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Maize is an essential crop for New Zealand dairy farmers, helping enhance feed supply, manage climatic risks, and support pasture renewal. Growing maize on a dairy farm can also extract soil nutrients and reduce costs in high-fertility effluent areas. Ensure you feed maize to genuinely fill feed gaps and manage it to cut down on wastage. Think about factors like sowing location, date, and hybrid choice which influence maize yield. Ploughing has benefits but can be hard on the soil, so consider other tillage options. You can use dairy effluent as fertiliser for maize, but apply it with care and knowledge. Lastly, for a successful maize crop, choose the right site, prepare the soil adequately, and understand maize's nutrient needs.
Maize is a vital crop for many New Zealand dairy farmers and represents a significant investment in time and resources.
Maize grown on the dairy farm can add value to farms' feed supply, help mitigate climatic risk, extract soil nutrients from high fertility effluent paddocks, and be used as a ‘break crop’ in the pasture renewal process.
Maize should be fed to fill genuine feed deficits for economic responses and be well managed to reduce feed costs and wastage.
Sowing location, sowing date, hybrid choice and population will all influence the potential crop yield. Potential yield can be reduced by weed and pest presence, moisture stress, disease, and nutrient limitations.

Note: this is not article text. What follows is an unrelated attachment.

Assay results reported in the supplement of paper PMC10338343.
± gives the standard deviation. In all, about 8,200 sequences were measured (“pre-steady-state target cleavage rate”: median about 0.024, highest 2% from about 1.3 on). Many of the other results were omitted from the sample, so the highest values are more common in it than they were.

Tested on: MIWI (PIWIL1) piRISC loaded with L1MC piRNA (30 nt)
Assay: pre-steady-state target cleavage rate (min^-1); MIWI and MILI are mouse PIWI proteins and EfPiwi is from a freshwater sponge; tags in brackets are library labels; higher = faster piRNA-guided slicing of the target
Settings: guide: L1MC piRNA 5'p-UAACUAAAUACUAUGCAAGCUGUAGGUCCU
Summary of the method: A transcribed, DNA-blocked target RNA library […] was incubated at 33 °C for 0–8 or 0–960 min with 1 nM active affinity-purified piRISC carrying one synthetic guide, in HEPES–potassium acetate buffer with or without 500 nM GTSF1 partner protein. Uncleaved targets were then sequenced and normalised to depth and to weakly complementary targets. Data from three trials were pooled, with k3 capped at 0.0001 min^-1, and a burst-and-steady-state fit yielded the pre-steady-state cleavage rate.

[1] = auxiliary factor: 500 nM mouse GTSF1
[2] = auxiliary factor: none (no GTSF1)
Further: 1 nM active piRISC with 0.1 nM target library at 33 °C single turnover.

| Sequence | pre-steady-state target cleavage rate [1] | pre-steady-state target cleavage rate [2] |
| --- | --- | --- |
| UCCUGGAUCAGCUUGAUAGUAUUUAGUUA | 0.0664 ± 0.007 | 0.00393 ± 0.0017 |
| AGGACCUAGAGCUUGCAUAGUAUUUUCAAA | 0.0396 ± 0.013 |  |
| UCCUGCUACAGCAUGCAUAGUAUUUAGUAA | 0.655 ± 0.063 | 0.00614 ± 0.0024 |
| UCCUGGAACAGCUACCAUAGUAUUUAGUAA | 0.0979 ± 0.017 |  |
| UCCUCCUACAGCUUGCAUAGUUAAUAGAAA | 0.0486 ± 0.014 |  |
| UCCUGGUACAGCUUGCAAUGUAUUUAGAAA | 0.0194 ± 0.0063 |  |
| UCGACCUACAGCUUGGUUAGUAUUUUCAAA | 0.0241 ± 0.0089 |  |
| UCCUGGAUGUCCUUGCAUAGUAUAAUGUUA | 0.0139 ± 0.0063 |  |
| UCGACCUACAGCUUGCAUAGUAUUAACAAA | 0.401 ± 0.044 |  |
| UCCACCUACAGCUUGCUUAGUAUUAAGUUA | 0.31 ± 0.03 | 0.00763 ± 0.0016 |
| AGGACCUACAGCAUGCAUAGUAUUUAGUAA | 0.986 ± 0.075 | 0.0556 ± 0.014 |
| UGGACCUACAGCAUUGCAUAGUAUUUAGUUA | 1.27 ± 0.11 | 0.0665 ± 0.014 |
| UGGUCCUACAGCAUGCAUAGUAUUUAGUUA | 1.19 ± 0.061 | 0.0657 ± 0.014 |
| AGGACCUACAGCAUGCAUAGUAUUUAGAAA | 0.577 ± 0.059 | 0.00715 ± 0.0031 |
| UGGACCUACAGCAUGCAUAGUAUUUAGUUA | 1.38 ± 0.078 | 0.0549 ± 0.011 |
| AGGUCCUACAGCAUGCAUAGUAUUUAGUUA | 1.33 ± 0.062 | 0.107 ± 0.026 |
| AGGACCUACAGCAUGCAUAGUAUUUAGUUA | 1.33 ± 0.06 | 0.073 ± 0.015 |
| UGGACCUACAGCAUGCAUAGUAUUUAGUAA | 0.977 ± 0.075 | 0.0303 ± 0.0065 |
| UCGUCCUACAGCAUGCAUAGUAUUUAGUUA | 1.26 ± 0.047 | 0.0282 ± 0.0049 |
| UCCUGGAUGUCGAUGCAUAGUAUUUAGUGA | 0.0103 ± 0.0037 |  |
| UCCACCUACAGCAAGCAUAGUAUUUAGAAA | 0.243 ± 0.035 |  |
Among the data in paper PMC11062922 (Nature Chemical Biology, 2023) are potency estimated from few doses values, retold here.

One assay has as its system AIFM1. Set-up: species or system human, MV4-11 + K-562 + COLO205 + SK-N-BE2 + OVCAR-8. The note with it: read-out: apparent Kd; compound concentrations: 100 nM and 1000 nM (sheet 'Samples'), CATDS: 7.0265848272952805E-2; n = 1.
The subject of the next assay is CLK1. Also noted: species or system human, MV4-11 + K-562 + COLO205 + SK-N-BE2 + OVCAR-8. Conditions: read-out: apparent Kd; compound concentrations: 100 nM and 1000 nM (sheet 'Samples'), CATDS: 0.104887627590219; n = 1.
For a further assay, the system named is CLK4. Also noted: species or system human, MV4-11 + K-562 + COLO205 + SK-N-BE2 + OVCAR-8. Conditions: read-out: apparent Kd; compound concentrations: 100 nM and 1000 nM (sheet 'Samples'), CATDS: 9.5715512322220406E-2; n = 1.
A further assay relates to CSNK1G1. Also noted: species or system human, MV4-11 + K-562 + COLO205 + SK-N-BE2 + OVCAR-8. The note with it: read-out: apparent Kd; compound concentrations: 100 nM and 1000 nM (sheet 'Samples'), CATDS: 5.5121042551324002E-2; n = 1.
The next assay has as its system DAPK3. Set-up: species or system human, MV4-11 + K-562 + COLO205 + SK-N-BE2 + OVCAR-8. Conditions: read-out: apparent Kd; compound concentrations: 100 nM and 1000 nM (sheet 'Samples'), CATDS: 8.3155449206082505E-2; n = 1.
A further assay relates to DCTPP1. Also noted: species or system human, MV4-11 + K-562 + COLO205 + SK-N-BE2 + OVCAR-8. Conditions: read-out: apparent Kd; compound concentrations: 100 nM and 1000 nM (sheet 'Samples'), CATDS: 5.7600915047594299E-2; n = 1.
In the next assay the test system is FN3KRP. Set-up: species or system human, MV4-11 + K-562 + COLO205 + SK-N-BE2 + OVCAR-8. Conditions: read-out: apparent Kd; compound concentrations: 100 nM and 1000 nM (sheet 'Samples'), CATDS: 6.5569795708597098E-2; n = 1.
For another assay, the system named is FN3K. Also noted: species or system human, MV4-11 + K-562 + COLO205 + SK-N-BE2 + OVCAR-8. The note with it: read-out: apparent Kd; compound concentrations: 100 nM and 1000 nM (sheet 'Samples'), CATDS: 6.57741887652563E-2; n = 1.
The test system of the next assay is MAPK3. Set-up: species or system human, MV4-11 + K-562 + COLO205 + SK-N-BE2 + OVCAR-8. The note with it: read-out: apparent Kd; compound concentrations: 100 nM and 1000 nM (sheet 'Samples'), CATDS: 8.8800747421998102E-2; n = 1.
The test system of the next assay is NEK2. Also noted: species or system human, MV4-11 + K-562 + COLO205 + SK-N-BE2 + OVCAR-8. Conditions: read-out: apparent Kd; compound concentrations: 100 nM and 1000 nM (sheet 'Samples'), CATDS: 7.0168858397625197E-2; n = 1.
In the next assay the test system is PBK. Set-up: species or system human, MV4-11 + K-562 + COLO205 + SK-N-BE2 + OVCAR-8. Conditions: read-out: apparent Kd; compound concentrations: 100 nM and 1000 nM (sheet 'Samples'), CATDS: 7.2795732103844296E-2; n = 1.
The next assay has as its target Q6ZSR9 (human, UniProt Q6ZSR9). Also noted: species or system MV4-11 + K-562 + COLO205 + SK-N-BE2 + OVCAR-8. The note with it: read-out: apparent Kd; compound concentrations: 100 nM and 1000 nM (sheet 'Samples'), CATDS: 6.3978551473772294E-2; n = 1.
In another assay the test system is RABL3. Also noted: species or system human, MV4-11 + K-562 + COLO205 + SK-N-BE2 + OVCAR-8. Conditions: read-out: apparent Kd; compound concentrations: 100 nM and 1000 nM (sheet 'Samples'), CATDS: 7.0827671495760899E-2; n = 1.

Ploughing is a quick and effective way to bury plant residues that might otherwise impede secondary cultivation or cause weed problems. A comment we often hear from dairy farmers is that maize is ‘hard on the soil’ and one of the main causes of this is associated with ploughing. Ploughing buries and makes fertile topsoil out of reach for new grass trying to establish after maize.
Talk with your contractor about alternatives to ploughing such a discing. Be aware that you may need a longer fallow period (time between spraying out pasture and first cultivation pass); you need to balance this against the long-term damage to your soil fertility.
There are other reduced tillage options for maize such as strip tillage and direct drilling, however these require more attention to detail and are best suited to specialist maize growers.
Dairy effluent can be used as a nutrient source for maize provided the crop requires the nutrients and good effluent practices are followed. If the paddock is just out of grass, the soil can supply plenty of N and further additions through effluent are probably not needed. Paddocks with a history of cropping (e.g. a dedicated cropping block or runoff) are most likely to benefit from effluent application.
Maize silage grown on effluent paddocks will significantly reduce fertiliser inputs. Maize silage can also be used to extract excess nutrients from effluent paddocks, as it removes large amounts of N and K, reducing risks of N leaching and occurrence of metabolic diseases.
If you are applying effluent to your maize crop, then read page 14 of Growing Maize on NZ Dairy Farms.
Maize cost can vary depending on where and how it is grown. If maize is grown on the dairy platform in an effluent paddock the cost could be as low as 12c/kg DM before storage.